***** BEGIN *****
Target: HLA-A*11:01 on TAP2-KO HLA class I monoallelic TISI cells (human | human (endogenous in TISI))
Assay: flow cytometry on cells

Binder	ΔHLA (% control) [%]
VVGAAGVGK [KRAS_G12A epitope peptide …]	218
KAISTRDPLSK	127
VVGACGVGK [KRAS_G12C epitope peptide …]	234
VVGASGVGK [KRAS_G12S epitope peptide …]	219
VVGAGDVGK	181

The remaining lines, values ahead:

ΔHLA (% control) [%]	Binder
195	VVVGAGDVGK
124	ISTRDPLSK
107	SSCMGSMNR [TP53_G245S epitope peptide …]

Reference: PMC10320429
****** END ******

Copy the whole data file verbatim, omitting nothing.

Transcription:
Target: HLA-A*11:01 on TAP2-KO HLA class I monoallelic TISI cells (human | human (endogenous in TISI))
Assay: flow cytometry on cells

Binder	ΔHLA (% control) [%]
VVGAAGVGK [KRAS_G12A epitope peptide …]	218
KAISTRDPLSK	127
VVGACGVGK [KRAS_G12C epitope peptide …]	234
VVGASGVGK [KRAS_G12S epitope peptide …]	219
VVGAGDVGK	181

The remaining lines, values ahead:

ΔHLA (% control) [%]	Binder
195	VVVGAGDVGK
124	ISTRDPLSK
107	SSCMGSMNR [TP53_G245S epitope peptide …]

Reference: PMC10320429